Live from Cairo
I didn't know for sure when I chose this book, just how many memories it would bring back. It did just that though. The streets and memories of Cairo came flooding back to me. Thinking about the moments I spent in taxis, the many adventures that I was able to have. The emotions that living in Egypt brought out in me.
But this book also gave me a deep connection to those that are seeking to go to other places, due to war.
The story in this book tells so much of the time of the revolution. What was going on in Egypt during that time, but it also tells the story of how hard it is to get to America. I am always amazed by Americans that continue to put people down that try to come here. I am always amazed by Americans that don't even pretend to understand just how difficult it is to be from a country that is constantly at war. A country where women are raped, and it is okay. A country where police have the right to just beat whoever they want, and that is the way business is done.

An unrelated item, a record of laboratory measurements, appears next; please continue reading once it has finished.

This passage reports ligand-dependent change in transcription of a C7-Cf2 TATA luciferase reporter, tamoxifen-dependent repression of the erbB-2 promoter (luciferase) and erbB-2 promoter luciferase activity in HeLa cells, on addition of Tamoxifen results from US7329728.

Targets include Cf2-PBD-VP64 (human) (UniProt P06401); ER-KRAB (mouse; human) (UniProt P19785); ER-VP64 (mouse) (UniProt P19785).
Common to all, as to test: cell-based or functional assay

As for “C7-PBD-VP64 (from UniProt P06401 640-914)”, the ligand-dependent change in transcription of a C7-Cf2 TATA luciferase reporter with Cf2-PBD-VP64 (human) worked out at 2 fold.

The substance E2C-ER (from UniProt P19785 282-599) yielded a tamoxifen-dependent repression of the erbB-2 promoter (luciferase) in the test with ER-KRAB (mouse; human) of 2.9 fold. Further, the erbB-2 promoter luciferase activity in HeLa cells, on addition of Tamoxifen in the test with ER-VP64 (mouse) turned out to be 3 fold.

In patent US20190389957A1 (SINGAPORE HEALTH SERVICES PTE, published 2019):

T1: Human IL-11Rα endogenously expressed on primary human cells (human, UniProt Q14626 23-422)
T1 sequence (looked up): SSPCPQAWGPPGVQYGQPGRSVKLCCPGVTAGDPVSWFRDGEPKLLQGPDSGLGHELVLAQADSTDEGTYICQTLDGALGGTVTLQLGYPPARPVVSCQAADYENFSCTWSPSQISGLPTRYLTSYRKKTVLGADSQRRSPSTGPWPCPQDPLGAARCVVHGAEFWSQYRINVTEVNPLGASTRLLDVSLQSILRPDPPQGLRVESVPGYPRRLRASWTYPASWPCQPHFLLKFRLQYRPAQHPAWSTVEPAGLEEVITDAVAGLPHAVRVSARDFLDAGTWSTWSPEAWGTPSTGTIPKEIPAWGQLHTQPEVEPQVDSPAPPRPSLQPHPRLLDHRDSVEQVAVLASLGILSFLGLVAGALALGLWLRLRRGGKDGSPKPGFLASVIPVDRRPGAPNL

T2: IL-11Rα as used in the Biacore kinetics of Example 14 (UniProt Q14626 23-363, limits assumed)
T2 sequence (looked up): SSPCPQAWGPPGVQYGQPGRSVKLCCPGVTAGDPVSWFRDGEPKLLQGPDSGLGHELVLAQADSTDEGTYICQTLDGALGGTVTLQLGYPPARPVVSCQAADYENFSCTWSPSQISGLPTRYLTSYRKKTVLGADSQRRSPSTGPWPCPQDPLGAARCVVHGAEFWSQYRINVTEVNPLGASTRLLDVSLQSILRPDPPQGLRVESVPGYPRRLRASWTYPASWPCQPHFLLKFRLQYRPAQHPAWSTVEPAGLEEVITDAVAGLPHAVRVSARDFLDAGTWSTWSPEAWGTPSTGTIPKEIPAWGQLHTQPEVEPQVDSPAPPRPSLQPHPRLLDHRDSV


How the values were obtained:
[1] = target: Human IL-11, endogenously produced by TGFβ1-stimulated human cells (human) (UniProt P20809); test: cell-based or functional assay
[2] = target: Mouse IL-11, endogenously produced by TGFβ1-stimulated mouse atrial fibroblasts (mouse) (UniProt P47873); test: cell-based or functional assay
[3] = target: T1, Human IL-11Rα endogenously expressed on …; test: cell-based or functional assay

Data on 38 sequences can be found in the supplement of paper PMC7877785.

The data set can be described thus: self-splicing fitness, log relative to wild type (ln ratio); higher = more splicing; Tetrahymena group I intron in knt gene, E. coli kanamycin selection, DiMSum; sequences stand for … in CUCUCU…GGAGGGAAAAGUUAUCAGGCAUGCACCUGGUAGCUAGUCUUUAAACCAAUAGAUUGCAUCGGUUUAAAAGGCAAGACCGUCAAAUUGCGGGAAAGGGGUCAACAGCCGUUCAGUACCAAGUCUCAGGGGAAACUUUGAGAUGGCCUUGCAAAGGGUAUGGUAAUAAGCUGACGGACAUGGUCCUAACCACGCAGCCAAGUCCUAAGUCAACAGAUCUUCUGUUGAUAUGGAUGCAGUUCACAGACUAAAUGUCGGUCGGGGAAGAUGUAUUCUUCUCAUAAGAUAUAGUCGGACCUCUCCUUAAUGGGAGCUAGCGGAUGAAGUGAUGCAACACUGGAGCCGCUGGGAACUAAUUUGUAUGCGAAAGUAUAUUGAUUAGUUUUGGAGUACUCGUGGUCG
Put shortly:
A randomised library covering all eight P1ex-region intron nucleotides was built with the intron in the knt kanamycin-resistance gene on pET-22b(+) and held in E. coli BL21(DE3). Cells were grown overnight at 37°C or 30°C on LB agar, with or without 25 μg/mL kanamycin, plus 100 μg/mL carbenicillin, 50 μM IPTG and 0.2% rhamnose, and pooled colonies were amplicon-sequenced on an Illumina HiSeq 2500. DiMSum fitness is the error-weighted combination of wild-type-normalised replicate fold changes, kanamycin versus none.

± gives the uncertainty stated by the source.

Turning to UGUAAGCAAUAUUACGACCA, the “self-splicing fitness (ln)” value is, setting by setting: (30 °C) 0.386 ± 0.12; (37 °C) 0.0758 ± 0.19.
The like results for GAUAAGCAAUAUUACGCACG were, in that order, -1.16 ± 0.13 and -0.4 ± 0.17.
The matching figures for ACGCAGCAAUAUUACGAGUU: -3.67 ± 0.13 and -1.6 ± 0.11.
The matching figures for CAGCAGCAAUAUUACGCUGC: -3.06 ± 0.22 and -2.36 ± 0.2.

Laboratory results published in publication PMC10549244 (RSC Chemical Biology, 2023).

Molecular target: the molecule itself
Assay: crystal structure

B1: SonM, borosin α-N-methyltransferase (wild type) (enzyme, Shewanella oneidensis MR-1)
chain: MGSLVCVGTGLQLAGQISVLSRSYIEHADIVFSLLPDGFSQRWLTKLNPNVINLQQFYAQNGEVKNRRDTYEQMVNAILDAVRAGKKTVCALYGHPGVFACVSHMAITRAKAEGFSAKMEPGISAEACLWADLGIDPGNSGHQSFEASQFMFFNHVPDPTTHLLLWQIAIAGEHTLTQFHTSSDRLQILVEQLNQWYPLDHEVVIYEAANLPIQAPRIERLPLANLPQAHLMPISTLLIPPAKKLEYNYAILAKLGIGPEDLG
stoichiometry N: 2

We have a long way to go in this world. But I think the first step is to always be able to listen to someone else's story and really hear it. Not to compare it to our own, but to understand where that person comes from, and how much they have gone through.
A few excerpts from the book:
"That's where the interview ended, with the feeling- belonging to no one specifically, but floating in the air above the table- that the only way to change Dalia's fate was to change her location." -page 24
"Charlie recalled why he'd left Montana, not because he had somewhere to go, but because he couldn't bear living amid selfish white similitude." page 55
"I was an immigrant in a land that didn't want me." page 64
"Maybe he just wanted to assure Omran that it was possible to survive unfathomable tragedy. That there might be some joy to be had in the end." page 119
We have to let stories impact us, I'm thankful for this one!